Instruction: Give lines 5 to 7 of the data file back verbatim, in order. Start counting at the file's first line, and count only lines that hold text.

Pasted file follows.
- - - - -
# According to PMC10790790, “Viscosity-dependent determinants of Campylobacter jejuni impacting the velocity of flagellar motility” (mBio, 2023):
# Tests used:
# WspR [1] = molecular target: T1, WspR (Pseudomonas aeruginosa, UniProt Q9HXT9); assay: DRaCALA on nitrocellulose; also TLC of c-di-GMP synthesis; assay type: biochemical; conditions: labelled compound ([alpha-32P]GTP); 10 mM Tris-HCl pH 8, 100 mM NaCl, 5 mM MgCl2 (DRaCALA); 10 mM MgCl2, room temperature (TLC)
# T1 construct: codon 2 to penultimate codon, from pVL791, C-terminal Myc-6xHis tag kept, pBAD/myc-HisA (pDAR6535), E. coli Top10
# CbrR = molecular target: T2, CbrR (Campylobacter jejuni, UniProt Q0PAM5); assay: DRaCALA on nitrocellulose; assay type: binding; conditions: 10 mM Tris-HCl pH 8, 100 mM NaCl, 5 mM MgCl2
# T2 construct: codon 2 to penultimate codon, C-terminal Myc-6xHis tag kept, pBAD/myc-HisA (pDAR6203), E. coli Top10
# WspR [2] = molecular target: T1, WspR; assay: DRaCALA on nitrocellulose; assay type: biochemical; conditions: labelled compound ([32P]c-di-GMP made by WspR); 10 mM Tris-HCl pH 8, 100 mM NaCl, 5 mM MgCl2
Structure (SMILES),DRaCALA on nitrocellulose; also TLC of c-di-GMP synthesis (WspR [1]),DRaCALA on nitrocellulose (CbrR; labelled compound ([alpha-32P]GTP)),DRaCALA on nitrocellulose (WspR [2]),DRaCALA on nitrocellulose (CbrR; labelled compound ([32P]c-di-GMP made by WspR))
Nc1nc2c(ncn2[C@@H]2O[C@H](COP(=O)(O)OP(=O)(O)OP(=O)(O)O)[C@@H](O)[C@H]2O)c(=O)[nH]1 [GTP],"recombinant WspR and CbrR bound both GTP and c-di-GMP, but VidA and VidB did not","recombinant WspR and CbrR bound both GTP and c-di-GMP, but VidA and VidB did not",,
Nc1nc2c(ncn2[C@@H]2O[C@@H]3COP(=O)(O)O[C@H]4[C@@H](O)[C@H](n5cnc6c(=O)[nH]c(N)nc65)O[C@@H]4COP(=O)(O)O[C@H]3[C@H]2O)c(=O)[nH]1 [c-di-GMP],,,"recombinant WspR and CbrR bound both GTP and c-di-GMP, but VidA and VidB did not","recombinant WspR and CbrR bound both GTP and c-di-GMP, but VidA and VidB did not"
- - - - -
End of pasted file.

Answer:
# CbrR = molecular target: T2, CbrR (Campylobacter jejuni, UniProt Q0PAM5); assay: DRaCALA on nitrocellulose; assay type: binding; conditions: 10 mM Tris-HCl pH 8, 100 mM NaCl, 5 mM MgCl2
# T2 construct: codon 2 to penultimate codon, C-terminal Myc-6xHis tag kept, pBAD/myc-HisA (pDAR6203), E. coli Top10
# WspR [2] = molecular target: T1, WspR; assay: DRaCALA on nitrocellulose; assay type: biochemical; conditions: labelled compound ([32P]c-di-GMP made by WspR); 10 mM Tris-HCl pH 8, 100 mM NaCl, 5 mM MgCl2